High-throughput assay41 Phosphorylation of topoisomerase II alpha41 Other questions42 Summary43 References44


i List of Tables Table I. Determination of a Consensus Sequence from Established NES17 Table II. Putative NES in Human Topo II alpha18 Table III: Site-directed Mutagenesis.22 Table IV. Sequence Alignment of Topo II alpha NES1017-102834 Table V. Sequence Alignment of DNA Topo II alpha NES1054-106635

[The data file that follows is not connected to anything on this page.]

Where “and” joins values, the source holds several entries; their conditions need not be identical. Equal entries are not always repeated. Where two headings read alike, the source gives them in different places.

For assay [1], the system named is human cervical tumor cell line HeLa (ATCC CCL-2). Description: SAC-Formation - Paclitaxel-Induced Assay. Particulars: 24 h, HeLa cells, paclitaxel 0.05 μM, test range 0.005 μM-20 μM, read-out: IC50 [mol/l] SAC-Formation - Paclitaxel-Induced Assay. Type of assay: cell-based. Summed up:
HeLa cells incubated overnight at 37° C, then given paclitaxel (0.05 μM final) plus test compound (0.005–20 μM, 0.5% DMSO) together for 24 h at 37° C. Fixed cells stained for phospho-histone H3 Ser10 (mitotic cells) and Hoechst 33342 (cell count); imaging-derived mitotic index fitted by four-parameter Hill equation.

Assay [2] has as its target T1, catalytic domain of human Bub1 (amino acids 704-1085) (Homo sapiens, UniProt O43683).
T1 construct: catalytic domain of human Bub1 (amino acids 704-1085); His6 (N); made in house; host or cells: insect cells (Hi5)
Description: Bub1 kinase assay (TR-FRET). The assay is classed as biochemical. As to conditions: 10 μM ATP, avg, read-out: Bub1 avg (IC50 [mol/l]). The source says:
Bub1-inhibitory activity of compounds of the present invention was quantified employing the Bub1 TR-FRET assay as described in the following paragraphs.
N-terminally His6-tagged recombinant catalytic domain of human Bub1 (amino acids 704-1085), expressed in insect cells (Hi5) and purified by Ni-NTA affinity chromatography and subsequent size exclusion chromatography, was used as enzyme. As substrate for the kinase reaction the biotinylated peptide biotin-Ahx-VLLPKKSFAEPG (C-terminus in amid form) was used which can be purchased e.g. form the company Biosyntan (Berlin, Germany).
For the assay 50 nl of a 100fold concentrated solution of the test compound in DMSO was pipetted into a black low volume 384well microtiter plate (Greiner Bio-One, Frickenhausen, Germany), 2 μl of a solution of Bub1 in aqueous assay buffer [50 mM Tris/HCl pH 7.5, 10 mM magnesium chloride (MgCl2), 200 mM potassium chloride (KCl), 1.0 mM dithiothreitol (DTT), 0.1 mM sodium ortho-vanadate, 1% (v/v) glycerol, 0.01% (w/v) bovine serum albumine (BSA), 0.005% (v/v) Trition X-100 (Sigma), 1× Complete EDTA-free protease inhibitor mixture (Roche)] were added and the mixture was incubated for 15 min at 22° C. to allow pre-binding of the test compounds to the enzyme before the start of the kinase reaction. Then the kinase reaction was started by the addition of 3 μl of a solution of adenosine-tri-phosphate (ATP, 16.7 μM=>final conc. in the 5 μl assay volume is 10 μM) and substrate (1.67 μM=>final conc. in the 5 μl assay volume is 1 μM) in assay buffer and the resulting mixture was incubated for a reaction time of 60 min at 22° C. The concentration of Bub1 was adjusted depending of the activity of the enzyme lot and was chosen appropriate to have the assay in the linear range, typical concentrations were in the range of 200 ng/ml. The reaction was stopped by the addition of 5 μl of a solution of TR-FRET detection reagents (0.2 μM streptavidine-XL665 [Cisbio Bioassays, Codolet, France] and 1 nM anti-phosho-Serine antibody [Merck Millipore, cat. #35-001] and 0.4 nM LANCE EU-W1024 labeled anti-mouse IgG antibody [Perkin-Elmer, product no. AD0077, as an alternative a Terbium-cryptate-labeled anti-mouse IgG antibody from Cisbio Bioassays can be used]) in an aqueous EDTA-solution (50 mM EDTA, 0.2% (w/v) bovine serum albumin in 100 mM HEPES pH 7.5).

ii List of Figures Figure 1.Domain map of human topoisomerase II alpha2 Figure 2Immunofluorescent microscopy staining for topoisomerase II 13 Figure 3Immunofluorescent staining for topo II, histones and merged image15 Figure 4Microinjection of BSA-FITC Conjugates26 Figure 5Western blot of FLAG-topo II alpha Plasmid Expression29 Figure 6Nuclear Export of FLAG-topo II alpha Protein31 Figure 7FLAG-topo II alpha Immunofluorescence32 Figure 8Complete Amino Acid Sequence of Topo II alpha38